Decolonizing cities

Urban space and the decline of imperial rule

Date: 1 September 2017, 01:30–03:30

Venue: Corvinus University, Fővám tér 8, room 393



While interest in the history of decolonization arguably helped midwife the last decades’ boom in global history and continues to loom large as a topic in the minds of its practitioners, the impact of the end of imperial rule on urban space has received remarkably little attention. Perhaps too closely tied conceptually to “modernization”—the bête noire of many practitioners of global history—the supposedly inexorable path towards urbanization sits uncomfortably with an approach that follows the insight of postcolonial theory. Urban growth at any rate appeared to steamroll over the histoire événementielle of decolonization. Moreover, the political threshold between empires and nation-states did not necessarily interrupt continuities of modernist urban planning. Following this year’s conference theme, our panel enquires about the ruptures and continuities in the histories of formerly colonial cities between the late nineteenth and the mid-twentieth century.

The analysis of cities during moments of decolonization not only promises to shed new light on urban history —one of our discipline’s most resiliently Eurocentric quarters—but also offers a fresh perspective on (post-)colonial histories. After all, a great many of the capital cities of newly independent nation-states had been either founded or significantly built up by former colonial powers, presenting nationalist leaders with a dilemma: On the one hand, some promoted explicitly ruralist ideologies and loathed cities as cosmopolitan bridgeheads of imperial penetration. On the other hand, politicians presented cities as vital for the economic “development” of newly independent countries. In this way, postcolonial cities became epitomes of a new era as well as symbols of the ongoing interactions between postcolonial nation-states and the wider world. Building on these observations, this panels brings together historians working on different regions, in order to explore the global history of decolonization in cities across a variety of case studies.


Michael Goebel (Free University Berlin)

Joseph Ben Prestel (Free University Berlin)


Isabella Löhr (Leibniz Institute for the History and Culture of Eastern Europe (GWZO))


Saima Nasar (University of Birmingham)

Michael Goebel (Free University Berlin)

Joseph Ben Prestel (Free University Berlin)



Michael Goebel: Colonialism and segregation: Ethnic unmixing in Havana and Manila, 1870–1930

This paper compares the impact – or the possible lack thereof – of gradual decolonization processes in Cuba and the Philippines on ethnic and racial segregation in their capital cities Havana and Manila. Since colonial states have been identified as a chief culprit in the globalization of ethnic segregation in urban spaces (Nightingale 2012), one would assume decolonization to encourage its undoing. Yet neither in Havana nor in Manila did such a clear-cut development take place. U.S. inspired attempts at reordering urban space partly undercut de-segregation in both cities, as well as decolonization more broadly, but more importantly long-established settlement patterns deeply embedded in the cities’ social histories. Whereas the long-term prevalence of domestic slavery in Havana prevented massive spatial segregation along racial lines even after 1898, the Chinese in Manila were socially and legally separated from the “national” population under U.S. occupation, but the commercial nature of their urban neighborhood transformed the quarter into a multi-ethnic trading hub. Hence, the paper ultimately questions the capacity of states to shape ethnic unmixing in the short run.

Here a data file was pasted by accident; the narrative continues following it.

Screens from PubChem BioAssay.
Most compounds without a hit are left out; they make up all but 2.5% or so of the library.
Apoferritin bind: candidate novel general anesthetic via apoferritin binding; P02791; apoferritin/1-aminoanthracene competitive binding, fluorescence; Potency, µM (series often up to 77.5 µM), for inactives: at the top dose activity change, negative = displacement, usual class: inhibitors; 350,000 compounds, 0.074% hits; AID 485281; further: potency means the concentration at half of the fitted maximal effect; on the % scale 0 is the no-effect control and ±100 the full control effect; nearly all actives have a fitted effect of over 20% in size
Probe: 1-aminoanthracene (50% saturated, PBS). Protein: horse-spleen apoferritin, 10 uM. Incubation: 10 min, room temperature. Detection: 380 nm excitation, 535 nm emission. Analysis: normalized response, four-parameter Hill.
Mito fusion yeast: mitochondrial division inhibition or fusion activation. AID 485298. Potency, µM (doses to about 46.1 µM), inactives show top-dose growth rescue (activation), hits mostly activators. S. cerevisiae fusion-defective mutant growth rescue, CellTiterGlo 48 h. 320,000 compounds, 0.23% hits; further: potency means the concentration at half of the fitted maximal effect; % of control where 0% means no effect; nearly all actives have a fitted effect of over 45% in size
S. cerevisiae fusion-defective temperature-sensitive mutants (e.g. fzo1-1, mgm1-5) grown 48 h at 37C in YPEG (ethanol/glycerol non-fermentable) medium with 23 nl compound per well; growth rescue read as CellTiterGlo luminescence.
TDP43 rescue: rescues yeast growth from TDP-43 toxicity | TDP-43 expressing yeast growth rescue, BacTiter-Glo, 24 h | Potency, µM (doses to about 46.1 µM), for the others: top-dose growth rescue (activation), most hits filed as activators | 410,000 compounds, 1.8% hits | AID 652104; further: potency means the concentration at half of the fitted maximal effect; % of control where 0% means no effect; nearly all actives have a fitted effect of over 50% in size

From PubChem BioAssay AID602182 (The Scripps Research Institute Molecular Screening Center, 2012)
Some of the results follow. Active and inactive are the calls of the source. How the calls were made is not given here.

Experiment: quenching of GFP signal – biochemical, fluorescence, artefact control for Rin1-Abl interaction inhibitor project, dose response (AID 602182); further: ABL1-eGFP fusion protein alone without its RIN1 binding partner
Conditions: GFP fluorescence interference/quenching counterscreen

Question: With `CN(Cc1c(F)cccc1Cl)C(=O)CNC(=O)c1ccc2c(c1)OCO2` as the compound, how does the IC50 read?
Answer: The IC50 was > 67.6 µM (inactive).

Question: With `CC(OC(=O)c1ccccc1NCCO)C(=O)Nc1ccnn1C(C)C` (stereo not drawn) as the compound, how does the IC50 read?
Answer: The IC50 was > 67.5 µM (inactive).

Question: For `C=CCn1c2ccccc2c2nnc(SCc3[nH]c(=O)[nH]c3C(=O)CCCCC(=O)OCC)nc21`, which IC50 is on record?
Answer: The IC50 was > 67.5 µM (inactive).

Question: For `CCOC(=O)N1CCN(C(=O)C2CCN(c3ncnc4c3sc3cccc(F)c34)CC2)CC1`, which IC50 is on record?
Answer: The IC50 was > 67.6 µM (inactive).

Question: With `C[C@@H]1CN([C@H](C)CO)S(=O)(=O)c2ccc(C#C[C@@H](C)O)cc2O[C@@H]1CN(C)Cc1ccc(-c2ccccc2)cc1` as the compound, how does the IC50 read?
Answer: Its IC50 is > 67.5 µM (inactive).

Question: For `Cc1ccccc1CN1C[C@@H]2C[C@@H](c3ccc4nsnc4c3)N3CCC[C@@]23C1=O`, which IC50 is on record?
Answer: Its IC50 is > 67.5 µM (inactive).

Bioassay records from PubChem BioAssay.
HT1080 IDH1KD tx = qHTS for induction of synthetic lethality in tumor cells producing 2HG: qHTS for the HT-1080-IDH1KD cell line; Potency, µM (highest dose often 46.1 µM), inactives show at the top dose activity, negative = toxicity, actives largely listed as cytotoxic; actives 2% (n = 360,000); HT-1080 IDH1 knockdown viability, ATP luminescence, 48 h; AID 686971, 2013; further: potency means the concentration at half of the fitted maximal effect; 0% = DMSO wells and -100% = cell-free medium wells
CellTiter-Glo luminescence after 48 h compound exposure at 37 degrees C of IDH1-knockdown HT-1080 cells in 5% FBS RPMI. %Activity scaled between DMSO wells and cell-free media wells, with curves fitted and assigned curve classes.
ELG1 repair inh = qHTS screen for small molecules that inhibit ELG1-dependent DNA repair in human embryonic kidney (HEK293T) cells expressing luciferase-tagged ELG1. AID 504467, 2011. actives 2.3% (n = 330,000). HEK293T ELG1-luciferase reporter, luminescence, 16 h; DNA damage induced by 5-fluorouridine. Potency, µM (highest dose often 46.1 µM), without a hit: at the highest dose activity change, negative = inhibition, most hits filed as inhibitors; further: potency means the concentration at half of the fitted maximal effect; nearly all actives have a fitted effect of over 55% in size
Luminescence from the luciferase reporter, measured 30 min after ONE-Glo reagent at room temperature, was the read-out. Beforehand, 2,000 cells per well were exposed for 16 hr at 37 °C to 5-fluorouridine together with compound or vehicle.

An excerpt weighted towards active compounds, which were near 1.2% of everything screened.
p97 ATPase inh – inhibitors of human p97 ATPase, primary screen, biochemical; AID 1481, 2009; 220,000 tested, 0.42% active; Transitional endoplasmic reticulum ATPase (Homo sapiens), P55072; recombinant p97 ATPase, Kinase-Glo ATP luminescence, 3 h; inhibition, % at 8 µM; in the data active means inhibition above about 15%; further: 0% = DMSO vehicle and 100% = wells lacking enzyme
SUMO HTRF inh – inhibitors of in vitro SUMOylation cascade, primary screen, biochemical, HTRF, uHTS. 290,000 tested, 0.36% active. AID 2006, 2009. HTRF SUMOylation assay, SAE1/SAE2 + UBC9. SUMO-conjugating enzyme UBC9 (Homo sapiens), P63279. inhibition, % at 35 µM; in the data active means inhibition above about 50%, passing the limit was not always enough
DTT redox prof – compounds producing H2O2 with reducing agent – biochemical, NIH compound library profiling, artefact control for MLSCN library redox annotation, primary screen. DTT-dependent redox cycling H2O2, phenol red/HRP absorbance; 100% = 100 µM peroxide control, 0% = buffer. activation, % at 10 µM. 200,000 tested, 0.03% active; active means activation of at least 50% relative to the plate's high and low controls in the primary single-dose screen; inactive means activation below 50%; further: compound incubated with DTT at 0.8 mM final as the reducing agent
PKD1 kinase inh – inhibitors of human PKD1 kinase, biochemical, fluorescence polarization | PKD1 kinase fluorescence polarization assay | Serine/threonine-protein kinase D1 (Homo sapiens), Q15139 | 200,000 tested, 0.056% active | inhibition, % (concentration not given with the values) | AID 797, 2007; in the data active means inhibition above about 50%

Saima Nasar: Postcolonial urban landscapes: Resettling Britain's East African Asians
Joseph Ben Prestel: Postcolonial expertise: Decolonization and urban planning in the Middle East, 1930–1960

This paper considers the history of urban planning in Cairo and Amman during the period of decolonization in the Middle East. In a time span of thirty years that stretches roughly from 1930 to 1960, both cities became centers of the struggle for decolonization and newly emerging nation-states in the region. During the same period, Cairo and Amman also witnessed an enormous growth of population – a dynamic that contemporaries often perceived as a tremendous challenge for national governments. The paper focuses on the proposals of urban planning experts formulated to alter Cairo and Amman in this context. In this way, it seeks to probe whether decolonization represented a break in the history of planning practices in these two cities. Was the postcolonial city imagined as a radical shift from a colonial past or do the histories of Cairo and Amman rather point towards a continuity in thinking about urban space between the colonial and the postcolonial era?

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